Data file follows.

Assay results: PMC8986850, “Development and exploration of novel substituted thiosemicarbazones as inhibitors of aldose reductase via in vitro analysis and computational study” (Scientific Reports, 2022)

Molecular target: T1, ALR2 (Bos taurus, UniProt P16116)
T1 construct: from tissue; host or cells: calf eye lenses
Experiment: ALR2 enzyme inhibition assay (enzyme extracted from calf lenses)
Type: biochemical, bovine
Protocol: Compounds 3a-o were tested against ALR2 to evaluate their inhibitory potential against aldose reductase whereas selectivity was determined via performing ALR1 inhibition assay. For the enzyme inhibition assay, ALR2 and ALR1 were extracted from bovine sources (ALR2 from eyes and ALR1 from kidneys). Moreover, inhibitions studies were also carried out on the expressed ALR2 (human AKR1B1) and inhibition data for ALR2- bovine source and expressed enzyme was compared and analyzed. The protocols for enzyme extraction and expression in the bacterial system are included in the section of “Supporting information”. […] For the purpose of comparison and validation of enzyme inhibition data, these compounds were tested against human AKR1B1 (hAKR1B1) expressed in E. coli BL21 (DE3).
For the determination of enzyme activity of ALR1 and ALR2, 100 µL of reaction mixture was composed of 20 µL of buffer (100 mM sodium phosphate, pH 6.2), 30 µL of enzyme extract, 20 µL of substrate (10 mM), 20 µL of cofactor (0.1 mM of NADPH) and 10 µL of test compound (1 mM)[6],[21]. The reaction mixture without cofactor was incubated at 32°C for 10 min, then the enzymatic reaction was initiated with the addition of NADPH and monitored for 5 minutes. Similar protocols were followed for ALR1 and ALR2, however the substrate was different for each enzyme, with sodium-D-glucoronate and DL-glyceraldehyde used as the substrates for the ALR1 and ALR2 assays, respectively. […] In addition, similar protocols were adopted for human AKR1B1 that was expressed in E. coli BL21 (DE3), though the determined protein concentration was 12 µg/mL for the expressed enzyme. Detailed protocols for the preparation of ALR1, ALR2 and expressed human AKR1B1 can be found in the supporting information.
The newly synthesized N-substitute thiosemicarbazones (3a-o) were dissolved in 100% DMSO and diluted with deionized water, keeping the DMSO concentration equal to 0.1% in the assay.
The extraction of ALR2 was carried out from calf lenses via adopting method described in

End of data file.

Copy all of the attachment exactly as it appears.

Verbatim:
Assay results: PMC8986850, “Development and exploration of novel substituted thiosemicarbazones as inhibitors of aldose reductase via in vitro analysis and computational study” (Scientific Reports, 2022)

Molecular target: T1, ALR2 (Bos taurus, UniProt P16116)
T1 construct: from tissue; host or cells: calf eye lenses
Experiment: ALR2 enzyme inhibition assay (enzyme extracted from calf lenses)
Type: biochemical, bovine
Protocol: Compounds 3a-o were tested against ALR2 to evaluate their inhibitory potential against aldose reductase whereas selectivity was determined via performing ALR1 inhibition assay. For the enzyme inhibition assay, ALR2 and ALR1 were extracted from bovine sources (ALR2 from eyes and ALR1 from kidneys). Moreover, inhibitions studies were also carried out on the expressed ALR2 (human AKR1B1) and inhibition data for ALR2- bovine source and expressed enzyme was compared and analyzed. The protocols for enzyme extraction and expression in the bacterial system are included in the section of “Supporting information”. […] For the purpose of comparison and validation of enzyme inhibition data, these compounds were tested against human AKR1B1 (hAKR1B1) expressed in E. coli BL21 (DE3).
For the determination of enzyme activity of ALR1 and ALR2, 100 µL of reaction mixture was composed of 20 µL of buffer (100 mM sodium phosphate, pH 6.2), 30 µL of enzyme extract, 20 µL of substrate (10 mM), 20 µL of cofactor (0.1 mM of NADPH) and 10 µL of test compound (1 mM)[6],[21]. The reaction mixture without cofactor was incubated at 32°C for 10 min, then the enzymatic reaction was initiated with the addition of NADPH and monitored for 5 minutes. Similar protocols were followed for ALR1 and ALR2, however the substrate was different for each enzyme, with sodium-D-glucoronate and DL-glyceraldehyde used as the substrates for the ALR1 and ALR2 assays, respectively. […] In addition, similar protocols were adopted for human AKR1B1 that was expressed in E. coli BL21 (DE3), though the determined protein concentration was 12 µg/mL for the expressed enzyme. Detailed protocols for the preparation of ALR1, ALR2 and expressed human AKR1B1 can be found in the supporting information.
The newly synthesized N-substitute thiosemicarbazones (3a-o) were dissolved in 100% DMSO and diluted with deionized water, keeping the DMSO concentration equal to 0.1% in the assay.
The extraction of ALR2 was carried out from calf lenses via adopting method described in